Fugelso / International Journal of Machine Tools & Manufacture 41 (2001) 915–922 917 Fig.M.A. 1. Fig. but the above values should be adequate for a wide range of applications. point angle of 118°. If desired q and f could be different. Side view of the standard conical twist drill grinder. Skew distance has a great effect on drill geometry. 2. Cone model of a twist drill point. An increase in skew distance results in a uniform . A small change in skew distance changes the relief angles as defined in [5] a great deal. the point angle being double the sum of f and q.

A. The value of d should be equal to 60–90% of the drill diameter. Typically the skew distance is about equal to the web thickness. Most existing drill grinders do not allow adjustment of this parameter and have a built-in fixed d value that is marginally acceptable for large drills and much too large for smaller drills. 3. The top side of gage G must be at a distance J from the cone tip to properly align w. 3. d would not be a function of drill diameter. Fig. 3. Fugelso / International Journal of Machine Tools & Manufacture 41 (2001) 915–922 increase in relief angle over the entire length of the cutting edge of the drill. The skew distance S can be accurately adjusted by varying the thickness of shim P. greater than 133°. 2. The shim Q causes displacements at right angles to the displacements caused by shim P. i. . The shim thickness Q is given by the following equation that is a function of drill diameter D and the d parameter: QϭQ0Ϫ D d Ϫ . 2 sin(q+f) (2) Then distance R would be: RϭR0ϪJ.. (3) Fig. Fig.918 M. The value of skew distance is equal to a machine constant P0 determined after construction minus the shim thickness P. Fig. The d parameter can be adjusted with shim Q. J is given by: Jϭdϩ d cos q . If the drill were held in a chuck.e. Isometric view of the standard conical twist drill grinder. as small as possible without making the chisel edge angle too large. raising and lowering the drill blank. This results in the relief angle increasing as much as possible along the cutting edge traveling toward the drill axis. 2 sin 45° sin(q+f) cos q (1) The d parameter is a function of the drill diameter because the drill is held in a ‘V’ groove.

w is given by the following equation: Fig. but this is not a precision adjustment because of the concave shape of the flute. Setting drill point w parameter.M. 4 and 5. The gage G must be positioned along the Z axis of the flute stop. 5. This results in setting w from first principles. Setting distance R. Then the gage contacts the point on the drill where the cutting edge will reach the outside diameter after grinding has taken place. Fig. 4 shows the distance R from gage G to the base. Fig. 5. so that it engages the flute of the drill. The w parameter is adjusted by the width (w) of gage G. 4. The drill holder rotates 90° about the cone axis AAЈ. . Figs.A. Fugelso / International Journal of Machine Tools & Manufacture 41 (2001) 915–922 919 Fig. with drill rotated 90° about cone axis.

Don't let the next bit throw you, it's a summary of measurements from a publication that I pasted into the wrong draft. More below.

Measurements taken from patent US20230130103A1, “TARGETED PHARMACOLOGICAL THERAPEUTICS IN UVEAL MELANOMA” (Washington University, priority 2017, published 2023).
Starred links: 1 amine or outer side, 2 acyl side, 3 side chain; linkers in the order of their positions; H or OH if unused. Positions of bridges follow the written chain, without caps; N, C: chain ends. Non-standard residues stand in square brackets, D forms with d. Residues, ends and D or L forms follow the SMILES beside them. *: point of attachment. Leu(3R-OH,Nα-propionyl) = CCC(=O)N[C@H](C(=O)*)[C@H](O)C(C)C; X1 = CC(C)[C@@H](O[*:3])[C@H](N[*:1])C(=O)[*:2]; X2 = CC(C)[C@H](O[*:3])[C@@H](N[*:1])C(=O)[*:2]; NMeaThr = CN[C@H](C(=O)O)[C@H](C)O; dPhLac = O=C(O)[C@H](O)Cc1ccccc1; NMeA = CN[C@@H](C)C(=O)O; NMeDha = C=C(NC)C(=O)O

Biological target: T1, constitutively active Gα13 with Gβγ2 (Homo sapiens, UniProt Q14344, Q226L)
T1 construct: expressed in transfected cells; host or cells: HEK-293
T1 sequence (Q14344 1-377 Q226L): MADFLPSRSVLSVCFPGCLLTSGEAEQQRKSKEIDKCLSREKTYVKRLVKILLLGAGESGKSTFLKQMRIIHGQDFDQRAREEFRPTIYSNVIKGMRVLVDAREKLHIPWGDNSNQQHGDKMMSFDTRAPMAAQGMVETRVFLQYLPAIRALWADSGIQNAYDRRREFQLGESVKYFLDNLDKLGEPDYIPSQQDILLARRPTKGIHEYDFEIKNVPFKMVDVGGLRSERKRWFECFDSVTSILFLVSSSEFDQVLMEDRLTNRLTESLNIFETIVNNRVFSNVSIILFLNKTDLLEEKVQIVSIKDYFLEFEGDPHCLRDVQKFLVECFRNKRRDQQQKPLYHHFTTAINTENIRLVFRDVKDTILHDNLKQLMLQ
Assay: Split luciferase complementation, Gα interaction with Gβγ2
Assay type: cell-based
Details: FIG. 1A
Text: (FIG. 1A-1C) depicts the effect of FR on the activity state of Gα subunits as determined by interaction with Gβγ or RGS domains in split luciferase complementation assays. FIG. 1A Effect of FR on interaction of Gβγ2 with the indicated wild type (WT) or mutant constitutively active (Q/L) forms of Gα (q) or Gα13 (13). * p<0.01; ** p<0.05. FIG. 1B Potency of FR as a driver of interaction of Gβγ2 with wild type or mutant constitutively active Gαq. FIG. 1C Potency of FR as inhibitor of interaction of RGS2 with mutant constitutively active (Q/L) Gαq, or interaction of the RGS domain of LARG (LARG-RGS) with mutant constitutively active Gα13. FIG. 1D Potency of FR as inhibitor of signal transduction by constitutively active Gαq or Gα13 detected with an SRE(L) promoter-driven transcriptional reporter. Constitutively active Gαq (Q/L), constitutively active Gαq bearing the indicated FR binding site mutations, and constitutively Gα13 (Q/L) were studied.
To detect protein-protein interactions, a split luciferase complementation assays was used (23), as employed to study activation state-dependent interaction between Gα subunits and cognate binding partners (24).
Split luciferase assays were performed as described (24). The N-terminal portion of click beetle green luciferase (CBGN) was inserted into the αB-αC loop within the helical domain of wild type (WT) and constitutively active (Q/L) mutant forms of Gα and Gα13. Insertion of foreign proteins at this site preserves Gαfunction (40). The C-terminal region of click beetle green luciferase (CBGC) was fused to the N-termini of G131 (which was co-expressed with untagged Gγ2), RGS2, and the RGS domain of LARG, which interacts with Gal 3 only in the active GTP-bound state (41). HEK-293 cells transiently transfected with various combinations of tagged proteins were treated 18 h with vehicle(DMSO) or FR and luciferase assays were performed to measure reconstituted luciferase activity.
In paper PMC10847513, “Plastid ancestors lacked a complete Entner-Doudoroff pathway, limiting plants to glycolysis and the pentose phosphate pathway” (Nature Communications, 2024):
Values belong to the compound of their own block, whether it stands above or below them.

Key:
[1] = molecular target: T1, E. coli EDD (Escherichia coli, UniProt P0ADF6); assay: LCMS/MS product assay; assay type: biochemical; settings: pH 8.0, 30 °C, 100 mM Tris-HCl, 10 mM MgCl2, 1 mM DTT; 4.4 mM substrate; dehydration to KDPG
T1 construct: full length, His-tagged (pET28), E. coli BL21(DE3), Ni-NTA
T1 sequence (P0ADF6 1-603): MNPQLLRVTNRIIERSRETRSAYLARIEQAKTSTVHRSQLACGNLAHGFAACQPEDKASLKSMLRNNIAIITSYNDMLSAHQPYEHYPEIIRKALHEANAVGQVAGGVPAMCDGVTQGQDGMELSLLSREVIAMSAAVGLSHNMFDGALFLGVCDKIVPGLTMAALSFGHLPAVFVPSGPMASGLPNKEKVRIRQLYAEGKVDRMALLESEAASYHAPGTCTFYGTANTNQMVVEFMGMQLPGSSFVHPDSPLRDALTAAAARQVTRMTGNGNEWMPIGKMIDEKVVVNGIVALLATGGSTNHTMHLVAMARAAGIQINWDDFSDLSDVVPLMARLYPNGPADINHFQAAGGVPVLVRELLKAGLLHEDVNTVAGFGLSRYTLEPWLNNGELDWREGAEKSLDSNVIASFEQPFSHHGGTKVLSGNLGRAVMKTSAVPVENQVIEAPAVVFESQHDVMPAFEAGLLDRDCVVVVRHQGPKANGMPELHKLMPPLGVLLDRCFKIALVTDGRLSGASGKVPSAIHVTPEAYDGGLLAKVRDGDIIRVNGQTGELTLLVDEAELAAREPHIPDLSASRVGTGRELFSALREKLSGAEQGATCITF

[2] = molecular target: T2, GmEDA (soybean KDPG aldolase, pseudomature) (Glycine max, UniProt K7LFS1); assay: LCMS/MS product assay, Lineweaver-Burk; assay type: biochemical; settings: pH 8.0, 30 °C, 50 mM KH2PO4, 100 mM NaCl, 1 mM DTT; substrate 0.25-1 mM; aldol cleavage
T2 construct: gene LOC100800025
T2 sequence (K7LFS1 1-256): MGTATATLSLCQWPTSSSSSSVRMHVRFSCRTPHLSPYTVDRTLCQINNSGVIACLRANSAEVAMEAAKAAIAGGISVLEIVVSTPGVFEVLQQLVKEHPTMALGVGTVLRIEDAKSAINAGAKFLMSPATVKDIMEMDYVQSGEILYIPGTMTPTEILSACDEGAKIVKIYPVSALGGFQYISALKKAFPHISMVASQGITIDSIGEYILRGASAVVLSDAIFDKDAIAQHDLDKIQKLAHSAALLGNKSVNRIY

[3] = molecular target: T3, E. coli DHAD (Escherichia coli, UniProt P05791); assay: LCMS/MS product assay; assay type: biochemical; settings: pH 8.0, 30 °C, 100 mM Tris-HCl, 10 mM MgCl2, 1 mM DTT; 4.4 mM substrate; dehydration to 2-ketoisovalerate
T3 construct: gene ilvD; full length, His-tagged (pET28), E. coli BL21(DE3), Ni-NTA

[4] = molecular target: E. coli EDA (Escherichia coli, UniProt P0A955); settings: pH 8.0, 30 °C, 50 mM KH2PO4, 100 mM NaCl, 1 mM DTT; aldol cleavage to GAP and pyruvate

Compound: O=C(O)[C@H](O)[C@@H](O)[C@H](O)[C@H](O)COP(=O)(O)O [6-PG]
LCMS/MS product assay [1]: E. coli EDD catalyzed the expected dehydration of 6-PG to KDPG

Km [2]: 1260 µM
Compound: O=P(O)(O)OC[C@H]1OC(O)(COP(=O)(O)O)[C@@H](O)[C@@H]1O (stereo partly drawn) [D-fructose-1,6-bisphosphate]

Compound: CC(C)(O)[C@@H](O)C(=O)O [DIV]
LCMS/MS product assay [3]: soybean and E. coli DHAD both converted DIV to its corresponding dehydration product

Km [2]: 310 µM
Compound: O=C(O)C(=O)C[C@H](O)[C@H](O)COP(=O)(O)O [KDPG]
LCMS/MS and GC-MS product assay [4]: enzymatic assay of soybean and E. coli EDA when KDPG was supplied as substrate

⌬R0ϭ⌬L/sin q. see Fugelso [3. Calibration It is desirable to calibrate the machine without explicitly knowing the dimensions of the grinder because then the calibration is not affected by inaccurately formed or measured parts. Q0 may be found by placing a square calibrating bar on the ‘V’ groove and measuring the height HS from the base to the point of contact of the square bar and the grinding wheel. and the drill holder is rotated forward 90°. encountering the grinding wheel and forming half the point. After touching off the drill flute on the gage G as shown in Fig. dashed lines in Fig. 2. 2 2 (4) The w parameter ranges from zero to a small positive angle. it is possible to calibrate without knowing many of the linear dimensions. Increasing w by 1° increases the chisel edge angle by 1°. the range of shim Q thicknesses required may be inconveniently large. Fig. dashed lines in Fig. The grinding wheel may be translated to the left increasing L. Increasing L from its originally measured value will increase d and three of the calibration constants according to the following relations: ⌬dϭ[⌬L/tan qϪ⌬L tan(90ϪqϪf)] cos q. ⌬HS (6) . as demonstrated by Fugelso [3]. 4. 2. R0 may be found by replacing the rotating part of the grinder with a conical pointed calibrating rod.4]. (5) In a grinding machine intended to produce a wide range of drill diameters. the drill is clamped in the ‘V’ groove drill holder and the drill holder is rotated backward by 90° on the cone axis. Then: Q0ϭHRϪHSϩQC. While there is no easy way to get around measuring the angular dimensions. R0 is the distance from the base to the tip of the rod when the side of the cone touches the grinding wheel. Also.A. The height HR from the tip of the rod to the base must be recorded to use in the calibration of Q0. The drill is then loosened and rotated about 180°. The chisel edge angle must be less than about 133° or the chisel edge will be too long. Then the drill holder is rotated back again. Often the w parameter is increased to compensate for a built-in d parameter that is too large. ⌬HRϭ⌬L/tan q.920 M. HR only needs to measured once because it has a constant ratio with R0. But doing this increases chisel edge angle. The calibration of Q0 and R0 assumes that the grinding wheel can be moved along its axis of rotation and returned to a previous axial position accurately. 2. Increasing w has a beneficial effect on the distribution of relief angle along the cutting edge. the distance L should be measured at this point for future recalibrations. For clarity the clamps and AAЈ axis rotation stops are not shown on the figures. not more than +15°. forming the second half of the point. finding P0 is very simple and may be found utilizing ordinary measuring tools. The second flute is touched off on gage G to line up the second half of the point and the drill is reclamped. 3. Fugelso / International Journal of Machine Tools & Manufacture 41 (2001) 915–922 W D wϭw0Ϫ Ϫ tan w. But.